A deep dive into the CNN archives highlights Trump's political dexterity over nearly three decades. To be fair, he has been on the GOP track for the bulk of that time.
In the late 1980s, during sit-down interviews with CNN's Larry King, Trump declared himself a Republican. And in an interview during the 1988 Republican National Convention, Trump agreed with a characterization of him as a Rockefeller Republican, a mid-20th century nickname for members of the GOP who were more sympathetic to liberal views on social and domestic issues. Trump has supported universal health care for a number of years, an issue typically tied to the Democratic platform.
The 1990s were shaky for Trump and his allegiance to the Republican Party. When he attended a Democratic congressional dinner in 1993, a reporter asked him if he considered himself a Democrat.
During a 1999 interview with King Trump discussed a potential presidential bid with the Reform Party.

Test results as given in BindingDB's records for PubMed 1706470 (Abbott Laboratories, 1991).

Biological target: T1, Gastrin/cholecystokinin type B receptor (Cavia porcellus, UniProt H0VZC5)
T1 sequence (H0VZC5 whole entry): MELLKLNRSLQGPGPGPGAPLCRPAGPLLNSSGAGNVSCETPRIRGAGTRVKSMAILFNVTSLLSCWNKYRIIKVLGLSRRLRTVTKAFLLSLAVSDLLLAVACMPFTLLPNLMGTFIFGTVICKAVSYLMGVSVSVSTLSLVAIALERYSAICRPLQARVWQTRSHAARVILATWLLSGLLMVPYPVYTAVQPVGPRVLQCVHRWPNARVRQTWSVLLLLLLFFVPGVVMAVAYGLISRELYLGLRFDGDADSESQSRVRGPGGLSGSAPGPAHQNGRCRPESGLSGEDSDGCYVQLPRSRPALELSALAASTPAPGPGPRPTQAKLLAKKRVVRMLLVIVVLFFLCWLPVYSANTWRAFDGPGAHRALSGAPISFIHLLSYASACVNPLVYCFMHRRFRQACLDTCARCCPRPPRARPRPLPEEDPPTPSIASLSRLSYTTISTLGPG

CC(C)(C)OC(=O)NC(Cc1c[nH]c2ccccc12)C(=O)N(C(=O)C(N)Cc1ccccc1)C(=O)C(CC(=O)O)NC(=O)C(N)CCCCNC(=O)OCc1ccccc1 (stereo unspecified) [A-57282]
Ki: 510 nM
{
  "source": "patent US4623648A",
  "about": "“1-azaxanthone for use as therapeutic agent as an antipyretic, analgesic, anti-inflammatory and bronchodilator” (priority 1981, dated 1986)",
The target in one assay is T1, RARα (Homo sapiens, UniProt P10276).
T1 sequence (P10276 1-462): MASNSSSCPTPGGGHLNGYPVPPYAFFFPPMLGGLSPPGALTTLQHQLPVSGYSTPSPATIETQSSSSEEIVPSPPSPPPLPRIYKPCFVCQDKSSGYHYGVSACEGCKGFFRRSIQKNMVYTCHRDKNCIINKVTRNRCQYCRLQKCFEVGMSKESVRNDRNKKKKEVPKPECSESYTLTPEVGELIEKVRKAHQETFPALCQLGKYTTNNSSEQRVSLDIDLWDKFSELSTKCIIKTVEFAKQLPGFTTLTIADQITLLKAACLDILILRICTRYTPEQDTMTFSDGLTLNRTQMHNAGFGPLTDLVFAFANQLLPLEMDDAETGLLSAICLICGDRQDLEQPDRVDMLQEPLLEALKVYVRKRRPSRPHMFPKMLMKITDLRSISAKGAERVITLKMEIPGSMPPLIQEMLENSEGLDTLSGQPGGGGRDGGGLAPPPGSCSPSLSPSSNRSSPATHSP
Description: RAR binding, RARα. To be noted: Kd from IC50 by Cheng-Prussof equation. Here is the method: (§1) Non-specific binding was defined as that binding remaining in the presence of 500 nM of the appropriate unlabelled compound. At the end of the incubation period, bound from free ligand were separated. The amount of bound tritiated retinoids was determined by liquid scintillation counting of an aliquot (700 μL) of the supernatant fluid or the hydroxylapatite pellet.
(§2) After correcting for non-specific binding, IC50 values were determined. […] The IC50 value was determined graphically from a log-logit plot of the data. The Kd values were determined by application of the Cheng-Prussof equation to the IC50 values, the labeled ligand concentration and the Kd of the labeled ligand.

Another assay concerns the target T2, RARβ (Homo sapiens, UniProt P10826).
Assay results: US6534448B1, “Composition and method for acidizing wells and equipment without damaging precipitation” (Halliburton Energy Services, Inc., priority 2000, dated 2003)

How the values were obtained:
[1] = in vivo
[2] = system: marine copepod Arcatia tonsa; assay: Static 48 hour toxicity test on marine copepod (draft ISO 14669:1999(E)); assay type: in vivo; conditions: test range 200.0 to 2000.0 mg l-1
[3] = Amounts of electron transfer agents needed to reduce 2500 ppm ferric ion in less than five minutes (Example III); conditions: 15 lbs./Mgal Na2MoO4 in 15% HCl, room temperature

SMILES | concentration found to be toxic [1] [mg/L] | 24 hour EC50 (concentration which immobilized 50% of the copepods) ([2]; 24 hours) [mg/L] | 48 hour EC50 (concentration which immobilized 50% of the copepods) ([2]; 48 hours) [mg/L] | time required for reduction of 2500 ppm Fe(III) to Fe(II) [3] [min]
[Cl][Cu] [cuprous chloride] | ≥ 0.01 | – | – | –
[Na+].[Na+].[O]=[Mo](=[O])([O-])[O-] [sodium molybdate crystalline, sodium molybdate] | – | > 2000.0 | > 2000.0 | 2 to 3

"I think that nobody's really hitting it right. The Democrats are too far left," Trump said when questioned about his motivation for potentially leaving the GOP. "The Republicans are too far right."
While he did form an exploratory committee in 1999, Trump never launched an official campaign.
Trump's openness to Democratic policy approaches continued during the following years.
"You'd be shocked that if I said, in many cases, I probably identify more as Democrat," Trump told CNN's Wolf Blitzer in 2004
. "I mean, it just seems that the economy does better under the Democrats."
By 2011, though, Trump was openly declaring himself a Republican.
"I'm a Republican. I'm a very good Republican," he told CNN's Piers Morgan.
Four years later, he declared his bid for the 2016 Republican presidential nomination, which he is now poised to claim at the party's convention this summer.
Relive Trump's love affair with the GOP in the video above.